Why a Bachelors Degree is Important for Your Career
It seems that several times each year much ink is spilled over the state of education in the United States and its direct correlation to career success.
And for good reason. In today’s increasingly skilled economy there is less room for workers without some type of post-secondary training or education. In fact, in many sectors the bachelor’s degree is becoming the new high school diploma.
And the numbers are bearing that statement out. Some quick stats to consider (courtesy of U.S. Census Bureau, 2011 American Community Survey):
- 59 million people 25 years and older held a bachelor’s degree or higher.
- Business management is the most a popular major (12 million people studied in this field).
- Those who studied business were among the most likely to be employed full-time.
- Education was the second most popular (8 million), but were least likely to be employed full-time.
Science, Technology, Engineering and Math (STEM)
According to a recent U.S. Commerce Department study, jobs in the STEM fields grew three times faster than other occupations over the past decade. In addition they pay, on average, 26% more.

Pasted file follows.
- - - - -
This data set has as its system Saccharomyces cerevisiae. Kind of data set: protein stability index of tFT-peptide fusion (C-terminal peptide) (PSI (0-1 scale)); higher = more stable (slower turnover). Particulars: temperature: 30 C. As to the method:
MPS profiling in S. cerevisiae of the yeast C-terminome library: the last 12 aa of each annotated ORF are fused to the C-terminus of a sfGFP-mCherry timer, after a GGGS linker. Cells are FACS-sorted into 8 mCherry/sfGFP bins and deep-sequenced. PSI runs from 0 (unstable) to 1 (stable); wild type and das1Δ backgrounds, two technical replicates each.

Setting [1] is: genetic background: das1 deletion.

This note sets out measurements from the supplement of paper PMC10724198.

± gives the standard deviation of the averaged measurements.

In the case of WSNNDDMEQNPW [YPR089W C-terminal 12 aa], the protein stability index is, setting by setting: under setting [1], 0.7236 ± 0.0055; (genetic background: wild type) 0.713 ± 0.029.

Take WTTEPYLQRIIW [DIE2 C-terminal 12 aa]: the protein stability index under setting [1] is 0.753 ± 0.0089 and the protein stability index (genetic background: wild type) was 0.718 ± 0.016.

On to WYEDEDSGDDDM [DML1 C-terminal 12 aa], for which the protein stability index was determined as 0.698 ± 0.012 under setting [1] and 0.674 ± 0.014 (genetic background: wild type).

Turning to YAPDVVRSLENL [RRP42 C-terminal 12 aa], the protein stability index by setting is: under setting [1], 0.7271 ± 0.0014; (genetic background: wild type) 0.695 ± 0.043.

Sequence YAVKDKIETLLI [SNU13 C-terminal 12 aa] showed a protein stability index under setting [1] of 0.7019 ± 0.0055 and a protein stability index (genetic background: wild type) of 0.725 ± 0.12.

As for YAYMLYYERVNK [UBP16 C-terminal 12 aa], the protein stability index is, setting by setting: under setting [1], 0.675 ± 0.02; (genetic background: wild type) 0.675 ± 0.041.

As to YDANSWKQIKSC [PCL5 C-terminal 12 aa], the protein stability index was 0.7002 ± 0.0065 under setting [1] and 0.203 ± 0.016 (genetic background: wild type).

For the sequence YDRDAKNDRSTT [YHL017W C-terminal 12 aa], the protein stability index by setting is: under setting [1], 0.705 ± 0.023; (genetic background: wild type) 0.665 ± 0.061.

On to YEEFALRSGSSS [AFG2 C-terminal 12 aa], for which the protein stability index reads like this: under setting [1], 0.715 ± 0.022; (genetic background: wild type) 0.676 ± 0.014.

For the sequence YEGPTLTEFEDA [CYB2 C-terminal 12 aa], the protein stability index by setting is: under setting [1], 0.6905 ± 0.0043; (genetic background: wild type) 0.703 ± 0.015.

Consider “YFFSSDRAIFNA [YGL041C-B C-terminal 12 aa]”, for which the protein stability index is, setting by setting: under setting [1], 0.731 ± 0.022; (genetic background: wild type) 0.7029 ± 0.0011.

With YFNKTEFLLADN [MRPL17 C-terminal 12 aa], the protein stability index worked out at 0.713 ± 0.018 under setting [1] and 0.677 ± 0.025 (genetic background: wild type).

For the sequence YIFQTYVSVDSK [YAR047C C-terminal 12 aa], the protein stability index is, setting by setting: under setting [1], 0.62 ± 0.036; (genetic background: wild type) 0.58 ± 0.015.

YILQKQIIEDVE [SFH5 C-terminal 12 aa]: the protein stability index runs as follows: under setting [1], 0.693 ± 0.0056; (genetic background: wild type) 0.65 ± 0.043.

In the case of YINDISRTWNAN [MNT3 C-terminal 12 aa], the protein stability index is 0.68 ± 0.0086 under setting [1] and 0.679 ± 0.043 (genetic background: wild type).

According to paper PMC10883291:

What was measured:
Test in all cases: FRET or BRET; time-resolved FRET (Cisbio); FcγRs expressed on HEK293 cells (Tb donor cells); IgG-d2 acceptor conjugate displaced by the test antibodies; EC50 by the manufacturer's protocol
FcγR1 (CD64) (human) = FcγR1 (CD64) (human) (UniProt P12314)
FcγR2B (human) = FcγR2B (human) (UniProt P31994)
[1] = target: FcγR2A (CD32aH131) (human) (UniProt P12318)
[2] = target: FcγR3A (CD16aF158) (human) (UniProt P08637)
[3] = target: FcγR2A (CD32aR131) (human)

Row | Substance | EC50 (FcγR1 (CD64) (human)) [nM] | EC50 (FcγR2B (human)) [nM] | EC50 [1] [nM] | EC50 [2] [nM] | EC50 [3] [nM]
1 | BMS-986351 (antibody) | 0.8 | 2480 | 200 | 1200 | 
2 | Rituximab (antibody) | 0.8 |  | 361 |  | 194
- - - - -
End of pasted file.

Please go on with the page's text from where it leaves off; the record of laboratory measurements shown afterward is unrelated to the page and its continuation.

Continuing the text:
Despite a relatively high unemployment rate, there still is a shortage of highly skilled workers in this space including computer programmers, statisticians, civil and nuclear engineers, chemists and lab technicians.
Some more stats to consider (courtesy of U.S. Census Bureau, 2011 American Community Survey):
- Science and engineering students have high percentages among them who are employed full-time, year-round.
- Those studying computers, mathematics, statistics, and engineering are most likely to report working full-time, year-round and least likely to report that they did not work at all.
- Students pursing arts and humanities had lower rates of full-time, year-round employment
By the Numbers (Money, that is!)
Of course, it only makes sense that the highest paid are generally the highest in demand. This salary chart offers interesting insights how this plays out.
What have been your experiences in today’s workforce? Please let us know in the comment section below.
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